Rakiatou works in the KOMALE association, in Boulgou. She deals with the transformation of cereals, produces biscuits and, like every Burkinabè woman, she does a thousand different activities, in an attempt to “se débrouiller”, trying to make ends meet and contribute to the well-being of the family.

The association of agroecological producers of Rakiatou was born in 2002 from an idea of ​​hers. Rakiatou had realized that women who worked individually struggled a lot and had many expenses to bear while the revenues were minimal. She then proposed to her neighbors and acquaintances to get together and create an association to divide and share efforts, expenses, but also the results!

Thus Komale was born, which literally means “let’s get involved“, “let’s get busy” and which represents the spirit with which Rakiatou still carries on her business today. The biggest shame, Rakiatou tells us, would be that someone told her she is lazy: she does not like to waste time and always wants to work, as long as she has the opportunity.

Komale began to deal with the transformation of soap, saving, drop by drop, some money to expand its business. Seeing the cultivation of sorghum, millet and corn in her area, Rakiatou in fact later understood that this was a sector that would bring her benefits. Together with some partners, she therefore bought the equipment to start this new business. Komale today also has a small chicken coop, donated by the Maison de l’Entreprise, and a vegetable garden, which the women take care of in turn.

Furthermore, in the last year, thanks to the support of the project “Innovative social enterprises and migrants participation for social inclusion in Burkina Faso” (co-financed by AICS and Maria Enrica Foundation), Rakiatou had the opportunity to receive training to become literate and initiate basic accounting. The project, however, could only finance the training of one person. Without giving up, Rakiatou, after the notions learned during the course, managed, by herself, to train all the other interested people of her association.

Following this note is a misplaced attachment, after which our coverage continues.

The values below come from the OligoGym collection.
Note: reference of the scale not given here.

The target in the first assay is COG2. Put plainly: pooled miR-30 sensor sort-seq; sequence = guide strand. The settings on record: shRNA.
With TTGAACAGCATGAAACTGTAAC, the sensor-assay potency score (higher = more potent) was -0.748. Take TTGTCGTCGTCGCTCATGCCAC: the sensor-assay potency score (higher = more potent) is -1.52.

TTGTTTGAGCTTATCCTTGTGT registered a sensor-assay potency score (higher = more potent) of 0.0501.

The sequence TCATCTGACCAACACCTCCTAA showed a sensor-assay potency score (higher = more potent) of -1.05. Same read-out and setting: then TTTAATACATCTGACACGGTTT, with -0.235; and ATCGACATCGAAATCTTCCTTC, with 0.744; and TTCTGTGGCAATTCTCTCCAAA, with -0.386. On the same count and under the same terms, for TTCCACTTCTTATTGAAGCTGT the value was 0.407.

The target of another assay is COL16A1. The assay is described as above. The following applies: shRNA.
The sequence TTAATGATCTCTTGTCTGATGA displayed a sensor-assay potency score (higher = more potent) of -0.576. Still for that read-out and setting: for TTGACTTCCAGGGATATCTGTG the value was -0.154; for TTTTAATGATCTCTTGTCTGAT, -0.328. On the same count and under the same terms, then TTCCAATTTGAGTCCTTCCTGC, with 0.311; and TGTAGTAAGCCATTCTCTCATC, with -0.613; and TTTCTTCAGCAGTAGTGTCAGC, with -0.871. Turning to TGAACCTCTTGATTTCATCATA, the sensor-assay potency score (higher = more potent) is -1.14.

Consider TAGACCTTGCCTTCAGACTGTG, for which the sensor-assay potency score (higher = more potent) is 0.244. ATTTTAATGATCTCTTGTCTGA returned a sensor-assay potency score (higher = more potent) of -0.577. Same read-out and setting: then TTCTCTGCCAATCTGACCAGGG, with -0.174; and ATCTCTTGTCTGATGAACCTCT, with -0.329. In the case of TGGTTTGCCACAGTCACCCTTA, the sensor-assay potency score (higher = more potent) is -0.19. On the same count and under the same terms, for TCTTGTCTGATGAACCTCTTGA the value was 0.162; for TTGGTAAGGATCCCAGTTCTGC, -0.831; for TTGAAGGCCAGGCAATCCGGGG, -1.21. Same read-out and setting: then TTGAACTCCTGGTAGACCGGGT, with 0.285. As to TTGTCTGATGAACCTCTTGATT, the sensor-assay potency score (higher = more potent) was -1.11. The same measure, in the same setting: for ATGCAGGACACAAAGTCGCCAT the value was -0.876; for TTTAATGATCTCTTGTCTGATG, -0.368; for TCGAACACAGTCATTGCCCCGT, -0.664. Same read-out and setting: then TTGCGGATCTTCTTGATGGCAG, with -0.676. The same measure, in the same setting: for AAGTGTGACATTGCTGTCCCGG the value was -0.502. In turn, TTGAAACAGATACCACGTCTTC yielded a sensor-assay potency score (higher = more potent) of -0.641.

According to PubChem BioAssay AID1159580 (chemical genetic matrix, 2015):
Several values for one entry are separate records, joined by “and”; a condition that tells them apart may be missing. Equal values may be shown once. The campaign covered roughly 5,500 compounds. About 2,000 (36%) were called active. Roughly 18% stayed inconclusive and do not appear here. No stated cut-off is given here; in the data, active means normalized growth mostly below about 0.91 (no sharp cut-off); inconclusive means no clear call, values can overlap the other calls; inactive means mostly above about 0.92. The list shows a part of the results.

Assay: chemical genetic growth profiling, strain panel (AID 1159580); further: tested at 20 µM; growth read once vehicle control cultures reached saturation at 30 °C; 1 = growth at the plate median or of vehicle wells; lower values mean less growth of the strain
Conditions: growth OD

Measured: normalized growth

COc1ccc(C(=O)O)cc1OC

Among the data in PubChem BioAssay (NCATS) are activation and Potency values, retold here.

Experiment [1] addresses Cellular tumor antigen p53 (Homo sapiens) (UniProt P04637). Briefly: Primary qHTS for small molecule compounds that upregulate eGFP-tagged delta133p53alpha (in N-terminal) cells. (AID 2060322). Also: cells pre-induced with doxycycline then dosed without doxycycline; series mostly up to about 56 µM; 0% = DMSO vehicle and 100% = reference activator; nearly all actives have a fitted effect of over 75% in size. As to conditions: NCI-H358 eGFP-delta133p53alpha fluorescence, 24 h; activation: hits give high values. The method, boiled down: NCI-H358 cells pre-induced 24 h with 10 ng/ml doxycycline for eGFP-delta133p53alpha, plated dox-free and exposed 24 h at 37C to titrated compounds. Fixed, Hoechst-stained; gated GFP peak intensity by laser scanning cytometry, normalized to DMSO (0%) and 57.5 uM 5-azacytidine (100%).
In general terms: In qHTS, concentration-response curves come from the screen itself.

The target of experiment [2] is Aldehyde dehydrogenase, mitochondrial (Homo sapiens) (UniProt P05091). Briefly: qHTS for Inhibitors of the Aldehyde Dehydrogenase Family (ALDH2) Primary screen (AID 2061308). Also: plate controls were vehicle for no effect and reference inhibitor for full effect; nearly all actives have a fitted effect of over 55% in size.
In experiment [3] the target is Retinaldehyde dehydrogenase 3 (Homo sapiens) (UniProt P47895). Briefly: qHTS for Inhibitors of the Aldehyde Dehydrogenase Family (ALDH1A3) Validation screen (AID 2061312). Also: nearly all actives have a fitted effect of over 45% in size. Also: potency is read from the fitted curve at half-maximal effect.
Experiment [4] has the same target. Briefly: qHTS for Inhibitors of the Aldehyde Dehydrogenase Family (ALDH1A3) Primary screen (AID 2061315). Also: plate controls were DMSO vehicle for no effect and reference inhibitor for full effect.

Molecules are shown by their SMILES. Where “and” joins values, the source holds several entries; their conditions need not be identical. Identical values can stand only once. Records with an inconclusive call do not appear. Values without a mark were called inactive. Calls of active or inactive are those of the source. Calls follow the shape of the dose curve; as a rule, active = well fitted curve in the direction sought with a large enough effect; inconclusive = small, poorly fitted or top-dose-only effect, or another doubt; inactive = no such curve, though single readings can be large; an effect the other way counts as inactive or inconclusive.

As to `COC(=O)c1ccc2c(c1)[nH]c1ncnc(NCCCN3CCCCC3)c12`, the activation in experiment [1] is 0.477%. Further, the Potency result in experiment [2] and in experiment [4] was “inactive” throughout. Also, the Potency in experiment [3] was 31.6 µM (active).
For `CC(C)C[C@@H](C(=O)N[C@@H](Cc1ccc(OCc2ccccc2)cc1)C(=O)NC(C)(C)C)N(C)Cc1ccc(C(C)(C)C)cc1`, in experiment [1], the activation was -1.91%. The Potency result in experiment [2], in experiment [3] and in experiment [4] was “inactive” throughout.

However, one problem still remains, especially in the pastry business (Komale also produces biscuits): the oven. There is not one in the village. You have to travel by motorbike, or if it goes badly by bike, 20 km to get to and from the city, with all the material and very heavy ingredients on your shoulders, to try to make the most of the day and bake as many biscuits as possible. Often you return home late at night, with the danger of walking the streets in the dark.

Furthermore, using a “common” oven, it is not always possible to guarantee the cleanliness and non-contamination of the biscuits, and this makes Rakiatou very angry, because she cares a lot about the fact that her product is perfect: she would even like to obtain a certification to export abroad. This is why she is also working at night, also with the support of Mani Tese’s project which will give Komale the opportunity to build its own oven, always looking for new markets and using social media to expand its business.

When asked “Why are you doing all this?”, Rakiatou replies confidently: “Very simple: I live in a village, but my family, my boys, are all in town, in Tenkodogo. My dream is to be able to buy a house there and live near them”.


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